Harris v. United States of America (INMATE 3)

Filing 4

OPINION. Signed by Honorable Judge Myron H. Thompson on 5/12/16. (djy, )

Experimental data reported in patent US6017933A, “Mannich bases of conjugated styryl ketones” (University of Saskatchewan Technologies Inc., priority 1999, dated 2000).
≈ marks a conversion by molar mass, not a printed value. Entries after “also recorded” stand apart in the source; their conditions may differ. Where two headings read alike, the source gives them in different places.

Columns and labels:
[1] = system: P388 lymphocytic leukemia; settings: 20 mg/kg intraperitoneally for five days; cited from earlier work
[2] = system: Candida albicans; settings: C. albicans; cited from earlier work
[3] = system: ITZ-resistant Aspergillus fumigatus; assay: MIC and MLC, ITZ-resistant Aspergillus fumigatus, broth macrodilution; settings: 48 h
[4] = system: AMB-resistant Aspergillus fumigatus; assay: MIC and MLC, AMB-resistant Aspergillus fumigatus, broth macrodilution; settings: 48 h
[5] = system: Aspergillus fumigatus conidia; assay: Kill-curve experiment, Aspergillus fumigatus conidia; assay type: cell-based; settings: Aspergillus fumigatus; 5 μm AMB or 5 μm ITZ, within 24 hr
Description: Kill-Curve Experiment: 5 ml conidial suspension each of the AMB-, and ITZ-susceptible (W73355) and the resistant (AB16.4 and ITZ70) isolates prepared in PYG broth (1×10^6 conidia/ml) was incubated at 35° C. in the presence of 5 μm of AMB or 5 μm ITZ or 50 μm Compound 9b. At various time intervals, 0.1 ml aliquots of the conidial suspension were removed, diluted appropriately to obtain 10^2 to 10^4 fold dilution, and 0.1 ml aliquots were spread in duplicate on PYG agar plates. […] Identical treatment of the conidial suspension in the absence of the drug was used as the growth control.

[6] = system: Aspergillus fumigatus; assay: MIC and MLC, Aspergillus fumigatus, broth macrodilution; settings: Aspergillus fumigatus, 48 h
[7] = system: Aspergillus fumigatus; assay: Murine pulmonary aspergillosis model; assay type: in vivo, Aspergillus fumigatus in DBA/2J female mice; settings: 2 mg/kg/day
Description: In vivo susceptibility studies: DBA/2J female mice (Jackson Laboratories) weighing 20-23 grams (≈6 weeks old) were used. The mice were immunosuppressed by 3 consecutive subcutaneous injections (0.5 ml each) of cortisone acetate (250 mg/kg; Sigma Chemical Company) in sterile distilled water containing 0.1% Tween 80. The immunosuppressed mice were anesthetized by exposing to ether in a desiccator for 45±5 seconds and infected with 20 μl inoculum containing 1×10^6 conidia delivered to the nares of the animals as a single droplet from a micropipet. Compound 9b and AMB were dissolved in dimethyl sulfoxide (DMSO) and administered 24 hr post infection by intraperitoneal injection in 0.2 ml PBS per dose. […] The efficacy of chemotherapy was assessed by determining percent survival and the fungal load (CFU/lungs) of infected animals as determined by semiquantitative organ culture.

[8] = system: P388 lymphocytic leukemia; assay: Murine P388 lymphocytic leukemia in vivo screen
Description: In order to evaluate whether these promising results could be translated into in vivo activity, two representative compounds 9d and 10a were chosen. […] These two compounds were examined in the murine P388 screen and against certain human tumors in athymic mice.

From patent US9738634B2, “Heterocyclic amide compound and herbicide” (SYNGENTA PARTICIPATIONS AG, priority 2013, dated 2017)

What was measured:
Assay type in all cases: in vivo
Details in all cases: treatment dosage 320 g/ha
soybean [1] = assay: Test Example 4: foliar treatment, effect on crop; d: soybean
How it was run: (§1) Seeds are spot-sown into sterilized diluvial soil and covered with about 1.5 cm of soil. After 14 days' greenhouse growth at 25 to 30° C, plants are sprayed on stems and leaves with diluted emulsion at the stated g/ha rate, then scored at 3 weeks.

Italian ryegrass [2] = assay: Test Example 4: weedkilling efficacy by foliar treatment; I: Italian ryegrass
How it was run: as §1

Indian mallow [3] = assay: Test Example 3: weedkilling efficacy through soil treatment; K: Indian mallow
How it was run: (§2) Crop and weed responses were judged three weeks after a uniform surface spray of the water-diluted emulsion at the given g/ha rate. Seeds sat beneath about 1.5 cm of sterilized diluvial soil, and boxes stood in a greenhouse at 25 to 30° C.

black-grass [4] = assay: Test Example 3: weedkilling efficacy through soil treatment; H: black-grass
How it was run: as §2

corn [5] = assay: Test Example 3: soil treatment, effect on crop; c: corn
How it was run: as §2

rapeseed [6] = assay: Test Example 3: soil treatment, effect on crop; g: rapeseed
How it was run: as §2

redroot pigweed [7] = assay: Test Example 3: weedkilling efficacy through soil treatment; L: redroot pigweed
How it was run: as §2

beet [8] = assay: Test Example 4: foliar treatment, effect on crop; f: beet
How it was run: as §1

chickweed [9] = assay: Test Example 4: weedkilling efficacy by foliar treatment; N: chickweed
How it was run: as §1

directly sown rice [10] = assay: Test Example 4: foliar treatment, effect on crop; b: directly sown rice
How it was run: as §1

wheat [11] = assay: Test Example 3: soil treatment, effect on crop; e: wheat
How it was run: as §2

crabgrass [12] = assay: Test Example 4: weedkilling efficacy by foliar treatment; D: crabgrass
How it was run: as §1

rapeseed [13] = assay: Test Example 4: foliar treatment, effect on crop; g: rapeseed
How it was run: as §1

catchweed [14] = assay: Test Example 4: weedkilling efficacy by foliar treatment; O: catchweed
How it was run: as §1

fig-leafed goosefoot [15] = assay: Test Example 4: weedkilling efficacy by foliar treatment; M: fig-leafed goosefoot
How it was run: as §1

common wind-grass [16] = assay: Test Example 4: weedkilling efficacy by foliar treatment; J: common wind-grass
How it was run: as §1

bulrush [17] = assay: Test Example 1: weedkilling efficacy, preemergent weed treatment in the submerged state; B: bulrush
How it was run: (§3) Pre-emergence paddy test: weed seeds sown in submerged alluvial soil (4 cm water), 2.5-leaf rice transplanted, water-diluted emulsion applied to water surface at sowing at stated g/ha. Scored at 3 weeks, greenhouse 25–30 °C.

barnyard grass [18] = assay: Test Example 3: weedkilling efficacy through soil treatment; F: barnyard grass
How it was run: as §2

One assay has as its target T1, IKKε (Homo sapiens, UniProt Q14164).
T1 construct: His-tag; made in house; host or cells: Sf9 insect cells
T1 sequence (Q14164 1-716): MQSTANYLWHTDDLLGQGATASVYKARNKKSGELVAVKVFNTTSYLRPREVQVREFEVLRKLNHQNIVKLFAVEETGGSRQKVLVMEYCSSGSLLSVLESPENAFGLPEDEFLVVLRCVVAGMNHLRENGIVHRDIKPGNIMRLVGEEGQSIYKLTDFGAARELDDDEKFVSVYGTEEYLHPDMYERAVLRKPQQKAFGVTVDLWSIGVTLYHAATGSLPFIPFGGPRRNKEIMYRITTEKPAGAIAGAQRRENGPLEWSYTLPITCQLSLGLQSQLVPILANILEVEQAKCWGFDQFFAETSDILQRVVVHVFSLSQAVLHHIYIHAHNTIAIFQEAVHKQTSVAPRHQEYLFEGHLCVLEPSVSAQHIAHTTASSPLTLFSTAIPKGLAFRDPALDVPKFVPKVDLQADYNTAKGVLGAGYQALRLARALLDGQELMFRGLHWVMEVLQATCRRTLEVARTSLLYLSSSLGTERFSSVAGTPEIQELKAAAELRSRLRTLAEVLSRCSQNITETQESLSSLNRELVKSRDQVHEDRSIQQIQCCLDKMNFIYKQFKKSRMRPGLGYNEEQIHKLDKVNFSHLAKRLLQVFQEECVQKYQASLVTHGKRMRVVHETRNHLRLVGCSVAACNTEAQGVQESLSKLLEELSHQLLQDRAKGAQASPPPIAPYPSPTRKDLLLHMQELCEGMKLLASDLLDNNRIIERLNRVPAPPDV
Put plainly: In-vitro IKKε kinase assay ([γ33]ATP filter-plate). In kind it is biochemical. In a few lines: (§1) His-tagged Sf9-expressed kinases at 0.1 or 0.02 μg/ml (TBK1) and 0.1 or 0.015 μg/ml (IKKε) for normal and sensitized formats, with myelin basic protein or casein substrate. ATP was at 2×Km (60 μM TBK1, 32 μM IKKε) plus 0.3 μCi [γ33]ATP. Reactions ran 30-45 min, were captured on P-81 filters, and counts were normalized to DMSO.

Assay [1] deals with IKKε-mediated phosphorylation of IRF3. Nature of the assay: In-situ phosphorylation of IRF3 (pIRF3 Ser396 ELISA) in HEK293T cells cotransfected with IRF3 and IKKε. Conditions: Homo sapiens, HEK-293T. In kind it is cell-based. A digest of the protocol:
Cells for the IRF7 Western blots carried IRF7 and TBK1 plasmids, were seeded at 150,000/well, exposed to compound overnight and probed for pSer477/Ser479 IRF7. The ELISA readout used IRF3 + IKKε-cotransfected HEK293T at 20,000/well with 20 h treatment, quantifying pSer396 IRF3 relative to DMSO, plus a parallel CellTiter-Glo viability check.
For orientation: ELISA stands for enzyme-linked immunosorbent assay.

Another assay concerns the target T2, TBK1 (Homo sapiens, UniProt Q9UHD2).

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IN THE DISTRICT COURT OF THE UNITED STATES FOR THE MIDDLE DISTRICT OF ALABAMA, EASTERN DIVISION TIOMBE HARRIS, Petitioner, v. UNITED STATES OF AMERICA, Respondent. ) ) ) ) ) ) ) ) ) CIVIL ACTION NO. 3:16cv333-MHT (WO) OPINION Pursuant to 28 U.S.C. § 2255, petitioner Tiombe Harris, a federal prisoner, filed this lawsuit seeking habeas relief. Specifically, he seeks to vacate, set aside, or correct the amended sentence this court imposed pursuant to 18 U.S.C. § 3582(c)(2) and Amendment 782 to the United States Sentencing Guidelines, because this court based his amended sentence on the clearly erroneous factual finding that the release date projected by the Bureau of Prisons did not already factor in good-time credit he had accrued (and might still accrue). Having conducted a hearing on this motion on May 10, 2016, and based on the representations made in open court during that hearing and in the parties’ subsequent filings, the court--and the government--agree with Harris (1) that his amended sentence was based on false information, (2) that habeas relief is warranted, and (3) that his sentence should be reduced further.1 On January 15, 2016, this court reduced Harris’s sentence on the first count of conviction to 46 months.2 In calculating this amended sentence, the court decided to impose a sentence “comparably less” than the amended guideline range, pursuant to U.S.S.G. § 1B1.10(b)(2)(B), in order to account for the substantial-assistance departure Harris received during his original sentencing. In determining how to calculate a comparably lessened sentence, the court discussed with counsel whether it should employ the ‘level-wise’ computation method 1. The government’s response to the petition states that it “has no objection to the relief sought” therein. See Resp. to Pet. (doc. no. 3) at 1. 2. Harris also received a consecutive sentence of 60 months on a separate count. Amendment 782 had no effect on the sentence for this second count. 2 proposed by the court’s Retroactivity Screening Panel or the ‘percentage-wise’ computation method discussed in U.S.S.G. § 1B1.10(c) cmt. n. 4(B). The court noted that the level-wise method would result in an amended sentence of 46 months and that the percentage-wise method would result in an amended sentence of 36 months. The court was advised, and thus mistakenly believed, that “the practical difference in the resulting reduction [would] be minimal,” because Harris’s projected release date did not reflect his accrual of good-time credit and thus that even the more limited reduction would result in very prompt release. See Op. and Order, United States v. Harris, 3:09-cr-112-MHT, 2016 WL 184427, at *1 n.* (M.D. Ala. Jan. 15, 2016) (Thompson, J.). The court opted to grant the more limited reduction to 46 months, in order to “increase[e] the likelihood that [Harris] can participate in pre-release programming.” Id.; see also United States v. Maiello, 805 F.3d 992 (11th Cir. 2015) (holding that although Tapia v. United States, 564 U.S. 319 (2011), prohibits sentencing courts from “imposing 3 or lengthening” a criminal sentence in order to promote rehabilitation, this prohibition is inapplicable to sentence reduction proceedings pursuant to 18 U.S.C. § 3582(c)(2)). However, the court has since been made aware that the release dates projected by the Federal Bureau of Prisons already reflect all of the good-time credit a prisoner could possibly accrue over the course of his entire sentence. Harris’s new projected release date is, thus, not imminent, but rather almost a year away. Had the court known this, it would have granted Harris more of a reduction, to an amended sentence of 44 months, which would be sufficiently lengthy to ensure that he will spend a meaningful period of time in a halfway house. The court’s decision to employ the level-wise computation method was not, in itself, error. See United States v. Marroquin-Medina, -- F.3d --, 2016 WL 1273021, at *6-*7 (11th Cir. Apr. 1, 2016) (permitting district courts to employ either method). However, as the Eleventh Circuit held in Shukwit v. United States, 973 4 F.2d 903, 904 (11th Cir. 1992), “due process protects the right not to be information,” sentenced on and the sentenced so on the Harris’s basis of basis “claim false of that information false he was ... is cognizable in this petition.” As the Third Circuit explained in greater detail in United States v. Eakman, 378 F.3d 294, 301 (3d Cir. 2004), habeas relief is available under the “otherwise subject to collateral attack” prong of § 2255 when “(1) the district court made an objectively ascertainable error (one that does not require courts to probe the mind of the sentencing materially appropriate judge) relied on sentence,” and that (2) the error in because such district court determining an error is the “of constitutional magnitude.” In fact, the error that Eakman found to be cognizable on habeas review is quite similar to the error this court committed. In Eakman, the petitioner contended that the district judge had based his sentencing decision on the mistaken belief that the Federal Bureau of Prisons had 5 the legal authority to community-confinement place center, the defendant as the in judge a had recommended, when in fact it had no such authority. The case was remanded in order to determine whether the district belief; judge if so, had the in writ petitioner resentenced. reducing Harris’s fact relied was to on be that mistaken granted and the Here, the text of the opinion sentence and the memory of the undersigned both confirm reliance. The amended sentence this court imposed on Harris was explicitly information. predicated The court on will objectively therefore grant false his petition, vacate his sentence, and resentence him to 44 months on the first count of conviction. An appropriate judgment will be entered. DONE, this the 12th day of May, 2016. /s/ Myron H. Thompson UNITED STATES DISTRICT JUDGE